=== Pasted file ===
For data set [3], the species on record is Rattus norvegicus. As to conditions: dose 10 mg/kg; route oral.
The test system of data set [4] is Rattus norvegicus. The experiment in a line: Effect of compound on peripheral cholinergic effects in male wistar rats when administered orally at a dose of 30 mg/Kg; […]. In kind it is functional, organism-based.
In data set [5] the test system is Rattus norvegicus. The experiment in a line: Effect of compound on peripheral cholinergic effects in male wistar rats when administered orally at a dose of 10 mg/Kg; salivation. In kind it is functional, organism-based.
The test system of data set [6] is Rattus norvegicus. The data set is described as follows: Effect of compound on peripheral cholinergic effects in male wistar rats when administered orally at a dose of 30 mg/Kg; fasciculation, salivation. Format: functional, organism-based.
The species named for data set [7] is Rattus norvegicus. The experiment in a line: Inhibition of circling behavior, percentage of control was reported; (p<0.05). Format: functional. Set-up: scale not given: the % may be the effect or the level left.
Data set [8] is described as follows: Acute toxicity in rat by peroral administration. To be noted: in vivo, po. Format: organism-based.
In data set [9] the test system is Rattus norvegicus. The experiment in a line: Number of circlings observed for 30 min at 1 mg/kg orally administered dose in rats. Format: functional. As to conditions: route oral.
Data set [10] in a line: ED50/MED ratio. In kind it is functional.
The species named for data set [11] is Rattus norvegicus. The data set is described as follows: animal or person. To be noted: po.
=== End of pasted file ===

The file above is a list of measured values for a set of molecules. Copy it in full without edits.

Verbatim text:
For data set [3], the species on record is Rattus norvegicus. As to conditions: dose 10 mg/kg; route oral.
The test system of data set [4] is Rattus norvegicus. The experiment in a line: Effect of compound on peripheral cholinergic effects in male wistar rats when administered orally at a dose of 30 mg/Kg; […]. In kind it is functional, organism-based.
In data set [5] the test system is Rattus norvegicus. The experiment in a line: Effect of compound on peripheral cholinergic effects in male wistar rats when administered orally at a dose of 10 mg/Kg; salivation. In kind it is functional, organism-based.
The test system of data set [6] is Rattus norvegicus. The data set is described as follows: Effect of compound on peripheral cholinergic effects in male wistar rats when administered orally at a dose of 30 mg/Kg; fasciculation, salivation. Format: functional, organism-based.
The species named for data set [7] is Rattus norvegicus. The experiment in a line: Inhibition of circling behavior, percentage of control was reported; (p<0.05). Format: functional. Set-up: scale not given: the % may be the effect or the level left.
Data set [8] is described as follows: Acute toxicity in rat by peroral administration. To be noted: in vivo, po. Format: organism-based.
In data set [9] the test system is Rattus norvegicus. The experiment in a line: Number of circlings observed for 30 min at 1 mg/kg orally administered dose in rats. Format: functional. As to conditions: route oral.
Data set [10] in a line: ED50/MED ratio. In kind it is functional.
The species named for data set [11] is Rattus norvegicus. The data set is described as follows: animal or person. To be noted: po.